Marcel van den Brink and Jedd Wolchok describe the impact of the Parker Institute for Cancer Immunotherapy on research efforts at Memorial Sloan Kettering.
The Parker Institute for Cancer Immunotherapy is an unprecedented collaboration among 300 of the country’s leading immunologists at six academic cancer centers, all dedicated to a single mission: harnessing the power of the immune system to fight — and cure — cancer.
By encouraging cooperation, data sharing, and industry partnership, the Parker Institute aims to eliminate the intellectual silos that stifle progress by giving researchers the incentive to work together on common goals.
MSK is one of six founding centers, along with the University of Texas MD Anderson Cancer Center; Penn Medicine; Stanford Medicine; the University of California, Los Angeles; and the University of California, San Francisco. Funding for the Parker Institute comes from a $250 million grant from the Parker Foundation, established by tech entrepreneur and philanthropist Sean Parker.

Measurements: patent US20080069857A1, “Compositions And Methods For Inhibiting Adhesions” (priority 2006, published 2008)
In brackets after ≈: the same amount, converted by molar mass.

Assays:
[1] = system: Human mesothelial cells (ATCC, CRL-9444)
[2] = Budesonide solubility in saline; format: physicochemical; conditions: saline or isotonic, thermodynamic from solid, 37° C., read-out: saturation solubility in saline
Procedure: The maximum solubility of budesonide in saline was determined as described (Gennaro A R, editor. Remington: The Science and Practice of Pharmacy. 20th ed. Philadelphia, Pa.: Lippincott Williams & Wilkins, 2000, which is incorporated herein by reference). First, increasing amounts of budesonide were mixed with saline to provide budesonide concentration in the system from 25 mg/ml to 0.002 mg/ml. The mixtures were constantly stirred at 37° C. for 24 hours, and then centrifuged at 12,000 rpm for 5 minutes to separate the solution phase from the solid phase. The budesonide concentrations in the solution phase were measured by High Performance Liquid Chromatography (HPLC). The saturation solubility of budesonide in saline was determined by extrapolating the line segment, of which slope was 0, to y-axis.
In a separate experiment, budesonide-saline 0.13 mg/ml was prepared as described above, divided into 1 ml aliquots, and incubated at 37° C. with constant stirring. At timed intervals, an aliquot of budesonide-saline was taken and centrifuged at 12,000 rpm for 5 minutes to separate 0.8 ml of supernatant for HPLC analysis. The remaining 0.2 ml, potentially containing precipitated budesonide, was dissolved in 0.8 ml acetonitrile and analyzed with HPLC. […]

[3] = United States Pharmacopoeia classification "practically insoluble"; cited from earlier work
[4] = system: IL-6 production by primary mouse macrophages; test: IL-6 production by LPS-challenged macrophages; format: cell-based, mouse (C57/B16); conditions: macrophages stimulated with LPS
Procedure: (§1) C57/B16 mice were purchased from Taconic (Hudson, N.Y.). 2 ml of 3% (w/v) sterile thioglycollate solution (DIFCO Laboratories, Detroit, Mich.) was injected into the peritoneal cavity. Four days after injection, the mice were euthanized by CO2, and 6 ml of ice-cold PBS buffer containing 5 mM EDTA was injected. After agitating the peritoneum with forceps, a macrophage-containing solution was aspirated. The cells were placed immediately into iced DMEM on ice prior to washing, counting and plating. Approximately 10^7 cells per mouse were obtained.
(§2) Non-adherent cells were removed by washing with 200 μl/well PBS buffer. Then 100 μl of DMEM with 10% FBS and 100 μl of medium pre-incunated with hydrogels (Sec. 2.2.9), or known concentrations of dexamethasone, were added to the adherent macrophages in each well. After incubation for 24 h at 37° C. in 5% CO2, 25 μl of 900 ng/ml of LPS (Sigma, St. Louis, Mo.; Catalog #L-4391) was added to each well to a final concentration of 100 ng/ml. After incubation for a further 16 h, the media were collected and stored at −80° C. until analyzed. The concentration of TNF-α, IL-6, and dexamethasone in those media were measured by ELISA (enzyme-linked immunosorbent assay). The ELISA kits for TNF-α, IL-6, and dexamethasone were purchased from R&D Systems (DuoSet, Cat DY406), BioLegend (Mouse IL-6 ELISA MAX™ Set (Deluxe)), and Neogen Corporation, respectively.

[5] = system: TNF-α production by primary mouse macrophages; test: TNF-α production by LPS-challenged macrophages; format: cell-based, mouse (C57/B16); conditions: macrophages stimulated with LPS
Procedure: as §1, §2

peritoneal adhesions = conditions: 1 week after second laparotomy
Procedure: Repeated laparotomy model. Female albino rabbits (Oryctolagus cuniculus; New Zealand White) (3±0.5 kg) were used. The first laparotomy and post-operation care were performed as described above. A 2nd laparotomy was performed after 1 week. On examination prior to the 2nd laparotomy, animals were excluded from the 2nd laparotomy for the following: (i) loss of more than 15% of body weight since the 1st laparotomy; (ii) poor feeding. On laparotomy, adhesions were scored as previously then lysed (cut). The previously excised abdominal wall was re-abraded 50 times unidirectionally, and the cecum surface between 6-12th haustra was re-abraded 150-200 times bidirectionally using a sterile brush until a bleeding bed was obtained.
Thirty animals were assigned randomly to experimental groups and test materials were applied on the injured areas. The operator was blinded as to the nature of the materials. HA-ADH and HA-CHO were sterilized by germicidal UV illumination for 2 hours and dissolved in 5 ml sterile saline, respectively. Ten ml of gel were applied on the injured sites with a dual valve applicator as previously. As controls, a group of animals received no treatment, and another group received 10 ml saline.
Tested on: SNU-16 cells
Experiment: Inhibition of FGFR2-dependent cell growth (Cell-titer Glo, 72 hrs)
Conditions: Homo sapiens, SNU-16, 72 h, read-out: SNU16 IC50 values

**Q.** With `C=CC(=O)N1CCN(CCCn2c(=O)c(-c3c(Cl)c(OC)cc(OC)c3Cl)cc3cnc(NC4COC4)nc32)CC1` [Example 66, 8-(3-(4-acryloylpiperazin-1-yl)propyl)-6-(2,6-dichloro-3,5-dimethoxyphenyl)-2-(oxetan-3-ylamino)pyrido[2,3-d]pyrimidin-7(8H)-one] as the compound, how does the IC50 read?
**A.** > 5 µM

By providing the resources and central coordination needed to advance research objectives, the Parker Institute empowers its team of scientists to pursue their boldest research ambitions.
For more information on immunotherapy at MSK, click here.
Mission and Scope
The Parker Institute’s mission is to accelerate the development of breakthrough immune therapies capable of turning cancer into a curable disease.
It will work to achieve this goal by:
- Bringing together the best scientists, clinicians, and industry partners to build a smarter and more coordinated cancer immunotherapy research effort
- Building a better funding and research model that overcomes the logistical hurdles that can slow research breakthroughs, and invests more strategically in projects that have big potential
The Parker Institute provides its members with easy access to advanced bioinformatics, intellectual property, sequencing, immune monitoring, industry-owned drugs, cell manufacturing, genetic engineering, and clinical trials management.
An innovative funding model allows proceeds from commercialized products to feed back into laboratory support so that the effort is self-sustaining.